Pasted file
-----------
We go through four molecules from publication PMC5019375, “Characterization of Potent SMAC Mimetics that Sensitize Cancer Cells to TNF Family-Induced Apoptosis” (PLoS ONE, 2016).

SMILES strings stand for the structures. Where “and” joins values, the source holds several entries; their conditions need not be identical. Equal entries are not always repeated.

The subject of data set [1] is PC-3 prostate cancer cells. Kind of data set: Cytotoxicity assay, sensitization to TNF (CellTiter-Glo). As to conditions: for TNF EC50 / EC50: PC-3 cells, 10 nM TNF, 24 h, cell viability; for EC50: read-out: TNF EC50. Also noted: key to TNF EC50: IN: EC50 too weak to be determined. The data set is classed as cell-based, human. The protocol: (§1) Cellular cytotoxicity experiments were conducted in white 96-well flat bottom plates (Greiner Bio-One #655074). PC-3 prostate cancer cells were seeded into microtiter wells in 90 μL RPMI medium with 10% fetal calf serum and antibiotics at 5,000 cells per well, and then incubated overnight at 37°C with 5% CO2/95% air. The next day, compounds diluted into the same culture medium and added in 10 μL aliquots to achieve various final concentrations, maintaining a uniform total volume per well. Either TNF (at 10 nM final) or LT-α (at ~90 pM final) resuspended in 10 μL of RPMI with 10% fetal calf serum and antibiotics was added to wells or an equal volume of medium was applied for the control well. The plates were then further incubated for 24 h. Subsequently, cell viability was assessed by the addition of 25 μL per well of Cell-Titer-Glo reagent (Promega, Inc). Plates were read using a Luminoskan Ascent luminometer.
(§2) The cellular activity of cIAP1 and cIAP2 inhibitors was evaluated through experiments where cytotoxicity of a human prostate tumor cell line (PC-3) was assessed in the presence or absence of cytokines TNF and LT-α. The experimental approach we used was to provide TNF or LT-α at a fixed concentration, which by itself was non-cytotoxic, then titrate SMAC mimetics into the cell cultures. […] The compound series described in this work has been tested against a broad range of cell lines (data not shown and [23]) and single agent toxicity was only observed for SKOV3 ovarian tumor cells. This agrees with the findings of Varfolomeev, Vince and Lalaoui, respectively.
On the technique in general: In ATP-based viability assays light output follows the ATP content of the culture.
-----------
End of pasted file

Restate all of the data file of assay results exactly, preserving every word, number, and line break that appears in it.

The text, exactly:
We go through four molecules from publication PMC5019375, “Characterization of Potent SMAC Mimetics that Sensitize Cancer Cells to TNF Family-Induced Apoptosis” (PLoS ONE, 2016).

SMILES strings stand for the structures. Where “and” joins values, the source holds several entries; their conditions need not be identical. Equal entries are not always repeated.

The subject of data set [1] is PC-3 prostate cancer cells. Kind of data set: Cytotoxicity assay, sensitization to TNF (CellTiter-Glo). As to conditions: for TNF EC50 / EC50: PC-3 cells, 10 nM TNF, 24 h, cell viability; for EC50: read-out: TNF EC50. Also noted: key to TNF EC50: IN: EC50 too weak to be determined. The data set is classed as cell-based, human. The protocol: (§1) Cellular cytotoxicity experiments were conducted in white 96-well flat bottom plates (Greiner Bio-One #655074). PC-3 prostate cancer cells were seeded into microtiter wells in 90 μL RPMI medium with 10% fetal calf serum and antibiotics at 5,000 cells per well, and then incubated overnight at 37°C with 5% CO2/95% air. The next day, compounds diluted into the same culture medium and added in 10 μL aliquots to achieve various final concentrations, maintaining a uniform total volume per well. Either TNF (at 10 nM final) or LT-α (at ~90 pM final) resuspended in 10 μL of RPMI with 10% fetal calf serum and antibiotics was added to wells or an equal volume of medium was applied for the control well. The plates were then further incubated for 24 h. Subsequently, cell viability was assessed by the addition of 25 μL per well of Cell-Titer-Glo reagent (Promega, Inc). Plates were read using a Luminoskan Ascent luminometer.
(§2) The cellular activity of cIAP1 and cIAP2 inhibitors was evaluated through experiments where cytotoxicity of a human prostate tumor cell line (PC-3) was assessed in the presence or absence of cytokines TNF and LT-α. The experimental approach we used was to provide TNF or LT-α at a fixed concentration, which by itself was non-cytotoxic, then titrate SMAC mimetics into the cell cultures. […] The compound series described in this work has been tested against a broad range of cell lines (data not shown and [23]) and single agent toxicity was only observed for SKOV3 ovarian tumor cells. This agrees with the findings of Varfolomeev, Vince and Lalaoui, respectively.
On the technique in general: In ATP-based viability assays light output follows the ATP content of the culture.